The Sinn Fein leaflet then is a catalogue of failure and the new Agreement is an attempt to build on that failure.  It is such an open declaration of defeat that even some of those opposed to Sinn Fein appear to find it a bit embarrassing.  The ‘Irish News’ columnist Newton Emerson begins his assessment of the Agreement by saying:

“The ‘fresh start’ agreement is such a total defeat for Sinn Fein that it is positively bizarre.  Even as a unionist, I find it unnerving”

The leaflet aimed at their supporters is just as bizarre as their negotiations and their spin on it is empty and pathetic.

It should also be said that the Agreement is also a rejection of unionist appeals to take steps to ditch Sinn Fein and allow the unionists to begin running the local state apparatus without them.  This would represent a clear break from British strategy and a divided unionism is in no position to achieve this.

Besides, for the British, with ‘enemies’ like Sinn Fein who needs friends?

 

 

Political propagandists and political murder in Belfast

Feeney 1imagesAs the political crisis generated by the killing of Gerard McGuigan by IRA members threatens to spiral out of control the politically weary population is invited to pick sides on what is to happen next, with seemingly everyone in favour of keeping Stormont while everyone knows it’s rotten.

This appears to put the onus on being able to blame someone else in order to defend a sectarian corner and the particular rights assumed inside the settlement.

The ‘right’ attitude to the killing has therefore to be asserted first, although it is of the least concern to the parties involved in yet another round of talks.

As a result a notable feature of reaction to the murder of Gerard McGuigan has been the propensity of nationalist commentators to ventilate on the synthetic character of unionist outrage at the murder.  In other words the outrage is fake – they don’t care about dead ex IRA men.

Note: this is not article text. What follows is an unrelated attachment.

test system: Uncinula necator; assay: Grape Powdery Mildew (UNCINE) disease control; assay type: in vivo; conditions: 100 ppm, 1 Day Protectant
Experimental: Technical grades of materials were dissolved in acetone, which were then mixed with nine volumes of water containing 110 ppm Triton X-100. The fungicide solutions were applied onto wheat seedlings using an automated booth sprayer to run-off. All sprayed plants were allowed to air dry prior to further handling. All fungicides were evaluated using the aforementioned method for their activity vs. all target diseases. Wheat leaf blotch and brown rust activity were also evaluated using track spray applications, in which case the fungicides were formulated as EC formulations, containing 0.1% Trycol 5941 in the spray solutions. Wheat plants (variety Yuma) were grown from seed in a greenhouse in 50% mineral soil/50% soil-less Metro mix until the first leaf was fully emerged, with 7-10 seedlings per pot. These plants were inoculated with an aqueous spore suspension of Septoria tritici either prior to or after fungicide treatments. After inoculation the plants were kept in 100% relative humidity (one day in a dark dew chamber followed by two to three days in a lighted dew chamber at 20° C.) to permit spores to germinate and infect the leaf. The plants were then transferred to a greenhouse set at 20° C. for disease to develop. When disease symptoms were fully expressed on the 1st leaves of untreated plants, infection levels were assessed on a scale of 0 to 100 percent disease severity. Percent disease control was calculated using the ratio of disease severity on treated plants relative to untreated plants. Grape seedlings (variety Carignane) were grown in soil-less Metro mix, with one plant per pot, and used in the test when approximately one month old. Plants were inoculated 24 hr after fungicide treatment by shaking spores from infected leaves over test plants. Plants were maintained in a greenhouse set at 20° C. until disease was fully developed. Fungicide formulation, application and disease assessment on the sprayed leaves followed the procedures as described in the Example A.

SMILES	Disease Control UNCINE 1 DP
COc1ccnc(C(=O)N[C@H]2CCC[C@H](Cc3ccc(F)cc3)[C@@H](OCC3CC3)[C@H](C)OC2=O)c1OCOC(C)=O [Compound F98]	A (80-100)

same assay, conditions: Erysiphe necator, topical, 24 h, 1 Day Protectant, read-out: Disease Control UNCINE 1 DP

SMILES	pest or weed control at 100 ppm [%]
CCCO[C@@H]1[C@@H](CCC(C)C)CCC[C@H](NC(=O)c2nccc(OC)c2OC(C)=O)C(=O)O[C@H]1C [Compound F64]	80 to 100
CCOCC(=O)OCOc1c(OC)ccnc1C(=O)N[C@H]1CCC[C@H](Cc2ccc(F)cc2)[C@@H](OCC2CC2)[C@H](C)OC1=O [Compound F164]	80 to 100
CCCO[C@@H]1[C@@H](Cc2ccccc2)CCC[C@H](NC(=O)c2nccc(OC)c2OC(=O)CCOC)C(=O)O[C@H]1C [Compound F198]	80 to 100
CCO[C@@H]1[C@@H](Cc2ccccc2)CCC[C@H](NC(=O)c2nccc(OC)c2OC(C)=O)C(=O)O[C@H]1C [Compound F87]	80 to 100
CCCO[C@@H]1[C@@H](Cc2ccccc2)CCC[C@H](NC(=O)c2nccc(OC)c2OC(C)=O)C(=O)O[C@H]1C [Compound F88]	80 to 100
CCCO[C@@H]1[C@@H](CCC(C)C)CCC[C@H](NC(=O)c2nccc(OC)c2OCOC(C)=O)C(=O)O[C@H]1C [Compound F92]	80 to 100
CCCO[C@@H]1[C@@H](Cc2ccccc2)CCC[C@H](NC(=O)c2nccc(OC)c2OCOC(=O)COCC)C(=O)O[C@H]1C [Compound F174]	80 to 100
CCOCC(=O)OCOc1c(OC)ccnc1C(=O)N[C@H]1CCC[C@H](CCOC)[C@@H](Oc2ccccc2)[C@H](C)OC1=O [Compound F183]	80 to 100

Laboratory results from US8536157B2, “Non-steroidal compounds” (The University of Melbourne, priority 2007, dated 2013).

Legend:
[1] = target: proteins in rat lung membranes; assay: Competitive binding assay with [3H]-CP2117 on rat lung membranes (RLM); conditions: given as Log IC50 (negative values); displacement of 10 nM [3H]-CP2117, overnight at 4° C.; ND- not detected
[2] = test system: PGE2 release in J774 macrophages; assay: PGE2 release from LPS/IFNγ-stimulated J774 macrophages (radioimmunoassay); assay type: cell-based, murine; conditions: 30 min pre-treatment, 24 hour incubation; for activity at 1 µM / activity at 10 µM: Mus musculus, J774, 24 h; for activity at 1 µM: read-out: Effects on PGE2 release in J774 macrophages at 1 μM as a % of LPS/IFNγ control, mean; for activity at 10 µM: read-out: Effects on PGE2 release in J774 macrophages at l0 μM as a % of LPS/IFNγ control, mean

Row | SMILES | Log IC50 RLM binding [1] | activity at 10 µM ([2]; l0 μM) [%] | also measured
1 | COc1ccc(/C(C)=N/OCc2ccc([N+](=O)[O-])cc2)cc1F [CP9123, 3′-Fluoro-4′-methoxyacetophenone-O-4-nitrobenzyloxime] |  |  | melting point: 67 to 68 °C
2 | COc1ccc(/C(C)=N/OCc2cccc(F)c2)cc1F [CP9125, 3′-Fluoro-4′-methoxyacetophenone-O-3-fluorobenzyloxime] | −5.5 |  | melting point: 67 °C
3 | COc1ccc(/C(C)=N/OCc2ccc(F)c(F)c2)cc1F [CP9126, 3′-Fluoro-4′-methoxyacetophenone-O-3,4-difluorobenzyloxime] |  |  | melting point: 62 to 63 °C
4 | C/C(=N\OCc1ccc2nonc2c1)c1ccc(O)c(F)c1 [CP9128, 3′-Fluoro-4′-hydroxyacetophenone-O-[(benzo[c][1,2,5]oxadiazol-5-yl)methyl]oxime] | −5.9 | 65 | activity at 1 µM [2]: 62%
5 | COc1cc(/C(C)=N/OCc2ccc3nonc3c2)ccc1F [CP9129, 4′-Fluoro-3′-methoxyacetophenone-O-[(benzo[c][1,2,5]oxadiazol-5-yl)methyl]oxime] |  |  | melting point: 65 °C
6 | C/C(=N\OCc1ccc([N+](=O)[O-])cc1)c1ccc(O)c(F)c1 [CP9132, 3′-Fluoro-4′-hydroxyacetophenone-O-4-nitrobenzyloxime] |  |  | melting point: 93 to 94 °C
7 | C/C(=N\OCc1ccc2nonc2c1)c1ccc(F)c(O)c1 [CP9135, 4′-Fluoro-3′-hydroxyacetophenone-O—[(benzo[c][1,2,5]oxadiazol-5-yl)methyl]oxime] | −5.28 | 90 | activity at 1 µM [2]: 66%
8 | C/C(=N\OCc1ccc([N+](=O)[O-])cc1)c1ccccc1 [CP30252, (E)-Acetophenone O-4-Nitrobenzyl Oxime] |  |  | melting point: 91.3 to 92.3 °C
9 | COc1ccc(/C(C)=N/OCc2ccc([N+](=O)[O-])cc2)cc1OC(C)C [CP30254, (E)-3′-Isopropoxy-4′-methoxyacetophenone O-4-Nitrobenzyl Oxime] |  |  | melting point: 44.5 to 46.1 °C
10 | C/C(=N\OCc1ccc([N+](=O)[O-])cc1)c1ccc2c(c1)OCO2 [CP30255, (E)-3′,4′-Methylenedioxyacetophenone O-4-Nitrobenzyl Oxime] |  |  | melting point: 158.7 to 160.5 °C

If that were the only point being made the response should be one of agreement.  Yes, unionists have ignored state and loyalist violence and have collaborated openly with paramilitary groups so their condemnation of republican violence is hollow.  They don’t care about dead IRA men and their actions since the latest killing is guided by purely party political calculations.

But that isn’t all there is to it.  The point being made by these nationalist commentators is that what has happened shouldn’t be allowed to upset the current political arrangements because the outrage is phoney.  Just as I pointed out in the previous post on this (that the new peace institutions are now the justification for ignoring the killing of others) so expressing outrage at the killing is also to be discounted because the main unionist complainants are insincere.

And the fact that this outrage is insincere means that this is a purely manufactured crisis that originates in unionist bad faith.  This bad faith is therefore the problem.  The perfidious British however have turned this around, as they usually do, in order to appease unionism.

So nationalists are invited by these commentators to believe that what must be discussed now is not what the danger is to those who fall foul of the Provisional IRA but how the institutions can be saved.  The British are happy to go along with this but add that this involves giving the unionists confidence.  But since this a purely subjective thing we are in the world of Humpty Dumpty – confidence means just what unionists choose it to mean, neither more nor less.

So yes, nationalists have a point about pandering to unionist hypocrisy but they have a problem when they allow this hypocrisy to become their moral compass by replying to unionist hypocrisy with their own.

They have a problem when they excoriate British pandering to unionist violence while turning a blind eye to Provisional murder.  So the outrage at the latter is fake – let’s ignore both it and the event that occasioned it.  Then we can have our equal and opposite hypocrisy.  Unionists complain about Provo violence but we will turn a blind eye to it and complain about loyalist violence.

In this way the sectarian perfect circle of hell attempts to trap everyone within it, everything and everyone is to be defined by sectarian division.

A prime example of this capture by sectarian division, involving capitulation to acceptance of reactionary political violence, can be seen in the regular political columnist in the largest nationalist paper in the North, Brian Feeney in yesterday’s ‘Irish News’.

So the police fingering of Provisional IRA members for the murder of Kevin McGuigan was “ill-considered”.  As I also pointed out before – I wonder would he therefore have considered well-judged the previous failure to finger the loyalist UVF for the attempted murder of a young woman in the same area.